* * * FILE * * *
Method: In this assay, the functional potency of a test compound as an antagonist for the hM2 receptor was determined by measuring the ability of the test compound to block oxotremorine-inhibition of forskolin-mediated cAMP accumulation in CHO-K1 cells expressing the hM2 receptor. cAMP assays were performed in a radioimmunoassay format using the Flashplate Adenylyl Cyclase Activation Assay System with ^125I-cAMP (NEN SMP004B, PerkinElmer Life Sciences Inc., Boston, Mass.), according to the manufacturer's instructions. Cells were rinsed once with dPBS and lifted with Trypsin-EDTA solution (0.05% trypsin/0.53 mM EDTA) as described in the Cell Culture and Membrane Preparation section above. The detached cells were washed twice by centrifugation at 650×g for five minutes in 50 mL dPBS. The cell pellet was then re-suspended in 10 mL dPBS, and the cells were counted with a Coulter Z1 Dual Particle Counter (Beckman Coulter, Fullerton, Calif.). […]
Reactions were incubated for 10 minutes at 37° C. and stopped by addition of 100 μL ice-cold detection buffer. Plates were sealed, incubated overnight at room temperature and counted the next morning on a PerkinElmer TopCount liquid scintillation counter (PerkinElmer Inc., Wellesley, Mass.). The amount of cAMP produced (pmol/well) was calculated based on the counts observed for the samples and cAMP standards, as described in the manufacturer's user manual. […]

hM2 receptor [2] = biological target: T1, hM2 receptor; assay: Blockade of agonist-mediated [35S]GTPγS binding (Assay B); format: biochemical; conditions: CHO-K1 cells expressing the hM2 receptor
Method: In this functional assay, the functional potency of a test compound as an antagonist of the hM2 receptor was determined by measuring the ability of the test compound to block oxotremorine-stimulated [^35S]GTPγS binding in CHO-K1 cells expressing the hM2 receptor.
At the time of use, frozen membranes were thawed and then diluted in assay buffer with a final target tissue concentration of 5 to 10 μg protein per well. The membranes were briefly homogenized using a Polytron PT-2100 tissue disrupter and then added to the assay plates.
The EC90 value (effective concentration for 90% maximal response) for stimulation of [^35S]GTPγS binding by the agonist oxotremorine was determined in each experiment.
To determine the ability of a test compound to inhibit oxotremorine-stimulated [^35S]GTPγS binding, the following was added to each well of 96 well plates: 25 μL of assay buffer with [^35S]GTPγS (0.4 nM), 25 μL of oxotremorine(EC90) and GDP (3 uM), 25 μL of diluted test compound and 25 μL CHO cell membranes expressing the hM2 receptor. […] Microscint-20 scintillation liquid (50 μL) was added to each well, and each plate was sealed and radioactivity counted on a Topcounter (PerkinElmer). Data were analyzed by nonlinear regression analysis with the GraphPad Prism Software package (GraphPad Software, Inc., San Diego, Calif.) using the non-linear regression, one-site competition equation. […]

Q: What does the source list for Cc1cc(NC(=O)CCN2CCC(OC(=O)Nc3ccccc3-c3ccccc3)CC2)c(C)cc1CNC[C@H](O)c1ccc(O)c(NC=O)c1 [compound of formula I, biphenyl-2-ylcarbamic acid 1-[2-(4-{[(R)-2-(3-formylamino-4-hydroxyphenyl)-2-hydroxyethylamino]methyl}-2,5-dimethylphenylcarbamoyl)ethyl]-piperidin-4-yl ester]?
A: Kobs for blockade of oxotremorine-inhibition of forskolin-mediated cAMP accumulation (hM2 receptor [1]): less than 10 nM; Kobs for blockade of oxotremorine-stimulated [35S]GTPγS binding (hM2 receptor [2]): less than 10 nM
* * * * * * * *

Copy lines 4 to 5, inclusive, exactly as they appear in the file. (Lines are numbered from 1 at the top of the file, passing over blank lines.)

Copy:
Method: In this functional assay, the functional potency of a test compound as an antagonist of the hM2 receptor was determined by measuring the ability of the test compound to block oxotremorine-stimulated [^35S]GTPγS binding in CHO-K1 cells expressing the hM2 receptor.
At the time of use, frozen membranes were thawed and then diluted in assay buffer with a final target tissue concentration of 5 to 10 μg protein per well. The membranes were briefly homogenized using a Polytron PT-2100 tissue disrupter and then added to the assay plates.